17-year-old pens book about living a green lifestyle
Some people, in order to discover God, read books. But there is a great book: the very appearance of created things. Look above you! Look below you! Read it. God, whom you want to discover, never wrote that book with ink. Instead He set before your eyes the things that He had made. Can you ask for a louder voice than that?
ó St. Augustine
By Kathy Chaffin
At age 17, Emma Sleeth is following in her father’s footsteps.
Dr. J. Matthew Sleeth’s book, “Serve God, Save the Planet: A Christian Call to Action,” offers practical suggestions for Christians to cut back on energy usage and escape the vicious cycle of consumerism, all while helping to save God’s creation.
Emma’s book, “It’s Easy Being Green: One Student’s Guide to Serving God and Saving the Planet” relates the message to younger readers.
She and her brother, Clark, were teenagers when their father convinced them and their mother, Nancy, to join him in simplifying their lifestyle. They gave away half of their possessions and moved from a large suburban home into a small house ó a change resulting in a two-thirds reduction in energy usage, a strengthened family unit and for each of them, a more meaningful and closer relationship with God.
Emma and her parents talked about their “green journey” as part of the May 29-31 “Faith, Spirituality and Environmental Stewardship” conference at Catawba College. Speaking at a workshop titled, “It’s Easy Being Green: Practical Ideas for Teens and College Students,” she said she adapted easily to the lifestyle change. It wasn’t long before she also took on the environmental cause.
Shortly after her father quit his job as chief of staff at a Maine hospital, wrote his book and began traveling the country preaching the message of “creation care” ó which includes the earth and all its inhabitants ó Emma also felt called by God to write about the biblical mandate to protect the environment.
She was a junior in high school then. Today, as an English major at Asbury College in Wilmore, Ky., she continues her family’s environmentally-conscious lifestyle in a campus setting.
Emma started her workshop by sharing a story about seeing a homeless man sleeping on the streets of Washington, D.C. She and her friend, Caroline, were attending an evangelical conference for youths concerned about the environment, she said, when they walked past him, curled up trying to stay dry under a bent umbrella on “a wet, miserable day.”They were on their way to the U.S. Senate offices, and Emma said Caroline asked her, “What are we supposed to do about that?”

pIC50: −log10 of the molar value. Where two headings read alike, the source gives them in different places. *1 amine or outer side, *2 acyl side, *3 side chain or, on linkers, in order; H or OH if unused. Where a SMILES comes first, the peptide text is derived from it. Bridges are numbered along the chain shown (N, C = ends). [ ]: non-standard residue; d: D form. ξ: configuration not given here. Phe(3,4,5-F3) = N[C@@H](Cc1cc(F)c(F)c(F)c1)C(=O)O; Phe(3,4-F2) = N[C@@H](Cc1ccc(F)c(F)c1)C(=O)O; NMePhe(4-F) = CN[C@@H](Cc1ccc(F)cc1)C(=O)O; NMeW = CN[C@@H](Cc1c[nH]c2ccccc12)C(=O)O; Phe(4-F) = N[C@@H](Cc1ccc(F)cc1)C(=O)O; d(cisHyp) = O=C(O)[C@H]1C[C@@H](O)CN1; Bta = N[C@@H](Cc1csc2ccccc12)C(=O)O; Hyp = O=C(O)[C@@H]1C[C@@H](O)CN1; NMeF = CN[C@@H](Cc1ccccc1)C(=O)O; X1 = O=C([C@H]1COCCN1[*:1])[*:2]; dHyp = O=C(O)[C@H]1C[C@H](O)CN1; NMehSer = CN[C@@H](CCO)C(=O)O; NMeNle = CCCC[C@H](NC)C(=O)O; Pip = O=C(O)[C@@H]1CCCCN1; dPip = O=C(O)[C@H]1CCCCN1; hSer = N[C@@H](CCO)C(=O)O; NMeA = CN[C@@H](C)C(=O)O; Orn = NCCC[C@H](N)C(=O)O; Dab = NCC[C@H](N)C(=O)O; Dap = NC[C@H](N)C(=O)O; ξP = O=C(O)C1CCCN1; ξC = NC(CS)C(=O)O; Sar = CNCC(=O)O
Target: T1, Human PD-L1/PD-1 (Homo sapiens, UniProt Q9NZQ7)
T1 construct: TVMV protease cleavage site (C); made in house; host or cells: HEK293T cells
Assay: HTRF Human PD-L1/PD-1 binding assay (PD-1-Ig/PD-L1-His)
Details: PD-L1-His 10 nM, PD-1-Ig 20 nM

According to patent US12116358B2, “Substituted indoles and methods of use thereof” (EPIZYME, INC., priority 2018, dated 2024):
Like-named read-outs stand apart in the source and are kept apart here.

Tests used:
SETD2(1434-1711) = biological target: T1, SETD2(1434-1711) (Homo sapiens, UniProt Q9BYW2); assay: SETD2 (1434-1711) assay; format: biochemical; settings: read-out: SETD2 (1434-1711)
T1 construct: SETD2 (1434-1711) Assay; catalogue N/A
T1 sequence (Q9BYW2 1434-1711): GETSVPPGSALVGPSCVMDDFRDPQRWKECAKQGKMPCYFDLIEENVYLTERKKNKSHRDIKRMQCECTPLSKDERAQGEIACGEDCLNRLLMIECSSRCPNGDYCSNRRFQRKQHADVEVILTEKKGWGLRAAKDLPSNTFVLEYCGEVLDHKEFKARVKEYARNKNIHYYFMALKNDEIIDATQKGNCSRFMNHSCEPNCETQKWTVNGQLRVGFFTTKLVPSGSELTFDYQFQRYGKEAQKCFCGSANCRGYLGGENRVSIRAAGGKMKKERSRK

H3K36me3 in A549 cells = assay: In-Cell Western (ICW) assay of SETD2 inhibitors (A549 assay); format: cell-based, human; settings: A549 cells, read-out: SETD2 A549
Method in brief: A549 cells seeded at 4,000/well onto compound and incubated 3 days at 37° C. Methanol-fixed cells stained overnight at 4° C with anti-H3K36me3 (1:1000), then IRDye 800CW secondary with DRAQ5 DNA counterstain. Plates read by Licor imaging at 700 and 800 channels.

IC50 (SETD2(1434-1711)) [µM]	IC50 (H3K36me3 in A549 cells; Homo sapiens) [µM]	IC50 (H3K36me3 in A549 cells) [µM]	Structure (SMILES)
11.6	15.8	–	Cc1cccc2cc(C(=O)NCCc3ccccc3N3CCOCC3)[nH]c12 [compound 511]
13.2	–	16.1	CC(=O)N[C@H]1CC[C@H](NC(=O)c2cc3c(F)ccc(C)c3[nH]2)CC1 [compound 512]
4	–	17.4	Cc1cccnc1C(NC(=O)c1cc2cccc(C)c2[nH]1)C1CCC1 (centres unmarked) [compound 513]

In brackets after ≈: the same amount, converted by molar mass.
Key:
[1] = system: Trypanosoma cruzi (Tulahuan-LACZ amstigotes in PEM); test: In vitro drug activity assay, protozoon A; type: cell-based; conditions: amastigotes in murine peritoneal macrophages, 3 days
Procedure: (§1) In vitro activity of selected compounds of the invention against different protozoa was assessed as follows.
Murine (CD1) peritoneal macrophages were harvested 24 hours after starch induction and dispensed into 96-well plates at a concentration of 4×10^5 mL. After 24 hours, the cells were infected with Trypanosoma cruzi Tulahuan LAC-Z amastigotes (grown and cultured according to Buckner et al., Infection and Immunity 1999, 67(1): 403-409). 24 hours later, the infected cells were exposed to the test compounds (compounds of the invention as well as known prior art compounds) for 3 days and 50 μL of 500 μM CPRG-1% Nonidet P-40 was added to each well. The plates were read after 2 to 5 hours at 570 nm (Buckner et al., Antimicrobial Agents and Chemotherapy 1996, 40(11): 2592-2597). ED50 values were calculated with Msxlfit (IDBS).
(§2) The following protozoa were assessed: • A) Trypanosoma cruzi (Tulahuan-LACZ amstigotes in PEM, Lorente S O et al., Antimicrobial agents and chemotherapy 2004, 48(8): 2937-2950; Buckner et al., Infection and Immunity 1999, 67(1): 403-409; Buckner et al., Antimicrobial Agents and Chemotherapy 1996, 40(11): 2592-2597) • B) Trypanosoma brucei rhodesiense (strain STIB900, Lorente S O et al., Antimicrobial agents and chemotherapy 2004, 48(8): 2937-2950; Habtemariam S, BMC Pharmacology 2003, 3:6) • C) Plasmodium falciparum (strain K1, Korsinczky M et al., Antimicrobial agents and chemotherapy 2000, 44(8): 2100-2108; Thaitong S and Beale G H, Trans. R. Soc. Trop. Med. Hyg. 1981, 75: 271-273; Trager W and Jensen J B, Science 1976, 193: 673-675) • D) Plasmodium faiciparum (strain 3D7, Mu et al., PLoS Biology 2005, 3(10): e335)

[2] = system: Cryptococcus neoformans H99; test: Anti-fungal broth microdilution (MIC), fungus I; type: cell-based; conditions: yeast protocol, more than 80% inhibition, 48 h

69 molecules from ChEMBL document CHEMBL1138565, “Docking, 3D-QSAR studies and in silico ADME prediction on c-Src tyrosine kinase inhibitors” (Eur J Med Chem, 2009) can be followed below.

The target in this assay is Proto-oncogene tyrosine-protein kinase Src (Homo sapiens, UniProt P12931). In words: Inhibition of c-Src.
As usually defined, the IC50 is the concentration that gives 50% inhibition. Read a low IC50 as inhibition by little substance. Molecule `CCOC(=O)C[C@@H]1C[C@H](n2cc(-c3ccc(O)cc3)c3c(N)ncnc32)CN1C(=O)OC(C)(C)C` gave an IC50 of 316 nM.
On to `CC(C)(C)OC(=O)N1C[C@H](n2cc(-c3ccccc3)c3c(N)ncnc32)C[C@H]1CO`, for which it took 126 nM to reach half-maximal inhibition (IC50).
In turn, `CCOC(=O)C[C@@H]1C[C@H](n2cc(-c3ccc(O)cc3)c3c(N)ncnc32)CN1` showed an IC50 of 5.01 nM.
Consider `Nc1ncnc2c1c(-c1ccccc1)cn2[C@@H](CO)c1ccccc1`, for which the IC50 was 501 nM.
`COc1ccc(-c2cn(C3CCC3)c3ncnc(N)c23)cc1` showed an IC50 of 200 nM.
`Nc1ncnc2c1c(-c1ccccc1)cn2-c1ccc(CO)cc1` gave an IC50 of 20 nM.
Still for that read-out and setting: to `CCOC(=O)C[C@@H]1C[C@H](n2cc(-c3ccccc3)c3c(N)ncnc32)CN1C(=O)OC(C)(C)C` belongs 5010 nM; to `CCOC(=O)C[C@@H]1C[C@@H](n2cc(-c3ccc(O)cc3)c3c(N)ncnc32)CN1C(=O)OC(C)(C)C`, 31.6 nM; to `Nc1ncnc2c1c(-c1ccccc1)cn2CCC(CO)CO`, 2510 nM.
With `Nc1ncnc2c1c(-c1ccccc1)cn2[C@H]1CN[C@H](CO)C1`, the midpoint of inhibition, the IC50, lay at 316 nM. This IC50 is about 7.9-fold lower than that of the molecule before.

She said she didn’t know how to respond and said so. Later on, they passed by the man again.
Emma said she felt like the Levite in the parable of the Good Samaritan in Luke 10 as they walked by the man who was obviously in need, but she didn’t know what else to do. They were scheduled to meet with senators about legislation to protect the environment, and they didn’t want to be late.
Early the next morning, when she and Caroline bowed their heads to pray for travel mercies on the trip home, Emma said she asked God what she was supposed to do to help people like the homeless man. “He answered,” she said, “and what he said was, ‘Your best.’ ”
Emma said she realized that walking by the man and advocating for environmentally friendly legislation so he could see the stars clearly ó which she described as “God’s ordained lighting in the sky” ó instead of through a haze of pollution may have been the best thing she could have done.
“We may not all have the material resources to offer,” she said, “but we do have potential to offer that man. We have the potential to help change this country to a nation where people can again see the stars … We seem to be unable to control our actions, to live in a way that doesn’t pollute the world that God made …
“When I prayed, God answered. He said, ‘Work for that man that you saw on the cold, wet sidewalk. Pour your life out so that man I love, that least among us in a nation of kings, can once more see the stars.’ ”
In a practical sense, she said, this means following some basic guidelines for a “green” lifestyle. One major step toward doing that is replacing lightbulbs with compact flourescents.
If every household in America did this, Emma said, it would have the same effect on the environment as removing 10 million cars from the roads.
She also suggested that teens and college students:
– Carpool, take the bus, bike or walk whenever possible.
– Coordinate errands so they can be done in one trip. Emma said she and her roommate keep a to-do list of errands on their refrigerator so they don’t have to keep driving back and forth to town.
– Take steps, even if they’re small, to cut down on electricity. She gave these examples: Walk instead of using a treadmill. Preserve cell phone batteries by not playing games. Turn off the television, computer and radio when leaving the room.
– Spend more time outdoors.
“When we choose to hang out in nature and just enjoy the world around us, we gain insight into the character of God,” she said. “I find that I’m a lot more motivated to live an environmentally-conscious lifestyle when I know exactly what it is that I’m trying to protect.”